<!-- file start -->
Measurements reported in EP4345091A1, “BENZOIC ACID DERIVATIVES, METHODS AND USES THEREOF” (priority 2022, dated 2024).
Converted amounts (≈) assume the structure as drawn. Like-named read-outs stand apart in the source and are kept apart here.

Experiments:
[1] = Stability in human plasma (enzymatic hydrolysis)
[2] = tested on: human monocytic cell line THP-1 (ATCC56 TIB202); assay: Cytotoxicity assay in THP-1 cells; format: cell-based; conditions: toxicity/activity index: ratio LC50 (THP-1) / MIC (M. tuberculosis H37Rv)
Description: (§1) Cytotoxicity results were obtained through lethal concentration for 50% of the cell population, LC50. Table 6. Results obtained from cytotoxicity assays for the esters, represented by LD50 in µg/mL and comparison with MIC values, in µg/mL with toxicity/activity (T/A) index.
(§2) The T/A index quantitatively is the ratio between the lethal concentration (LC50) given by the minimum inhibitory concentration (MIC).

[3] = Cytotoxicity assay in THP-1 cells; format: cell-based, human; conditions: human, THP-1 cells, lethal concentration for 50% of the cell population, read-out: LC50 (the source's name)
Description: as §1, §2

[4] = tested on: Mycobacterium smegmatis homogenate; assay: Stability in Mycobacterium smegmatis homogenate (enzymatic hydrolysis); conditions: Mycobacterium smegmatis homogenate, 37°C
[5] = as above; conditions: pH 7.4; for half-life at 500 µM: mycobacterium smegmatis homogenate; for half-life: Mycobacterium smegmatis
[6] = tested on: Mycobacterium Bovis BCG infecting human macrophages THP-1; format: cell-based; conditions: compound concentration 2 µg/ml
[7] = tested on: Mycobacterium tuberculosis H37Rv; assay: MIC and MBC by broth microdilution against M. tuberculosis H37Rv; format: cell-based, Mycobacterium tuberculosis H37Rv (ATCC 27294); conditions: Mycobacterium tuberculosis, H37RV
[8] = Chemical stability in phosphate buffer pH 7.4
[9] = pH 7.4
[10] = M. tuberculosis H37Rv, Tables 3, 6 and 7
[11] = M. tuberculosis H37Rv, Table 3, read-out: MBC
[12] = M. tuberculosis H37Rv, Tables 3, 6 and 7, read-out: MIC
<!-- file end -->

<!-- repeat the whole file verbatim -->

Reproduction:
Measurements reported in EP4345091A1, “BENZOIC ACID DERIVATIVES, METHODS AND USES THEREOF” (priority 2022, dated 2024).
Converted amounts (≈) assume the structure as drawn. Like-named read-outs stand apart in the source and are kept apart here.

Experiments:
[1] = Stability in human plasma (enzymatic hydrolysis)
[2] = tested on: human monocytic cell line THP-1 (ATCC56 TIB202); assay: Cytotoxicity assay in THP-1 cells; format: cell-based; conditions: toxicity/activity index: ratio LC50 (THP-1) / MIC (M. tuberculosis H37Rv)
Description: (§1) Cytotoxicity results were obtained through lethal concentration for 50% of the cell population, LC50. Table 6. Results obtained from cytotoxicity assays for the esters, represented by LD50 in µg/mL and comparison with MIC values, in µg/mL with toxicity/activity (T/A) index.
(§2) The T/A index quantitatively is the ratio between the lethal concentration (LC50) given by the minimum inhibitory concentration (MIC).

[3] = Cytotoxicity assay in THP-1 cells; format: cell-based, human; conditions: human, THP-1 cells, lethal concentration for 50% of the cell population, read-out: LC50 (the source's name)
Description: as §1, §2

[4] = tested on: Mycobacterium smegmatis homogenate; assay: Stability in Mycobacterium smegmatis homogenate (enzymatic hydrolysis); conditions: Mycobacterium smegmatis homogenate, 37°C
[5] = as above; conditions: pH 7.4; for half-life at 500 µM: mycobacterium smegmatis homogenate; for half-life: Mycobacterium smegmatis
[6] = tested on: Mycobacterium Bovis BCG infecting human macrophages THP-1; format: cell-based; conditions: compound concentration 2 µg/ml
[7] = tested on: Mycobacterium tuberculosis H37Rv; assay: MIC and MBC by broth microdilution against M. tuberculosis H37Rv; format: cell-based, Mycobacterium tuberculosis H37Rv (ATCC 27294); conditions: Mycobacterium tuberculosis, H37RV
[8] = Chemical stability in phosphate buffer pH 7.4
[9] = pH 7.4
[10] = M. tuberculosis H37Rv, Tables 3, 6 and 7
[11] = M. tuberculosis H37Rv, Table 3, read-out: MBC
[12] = M. tuberculosis H37Rv, Tables 3, 6 and 7, read-out: MIC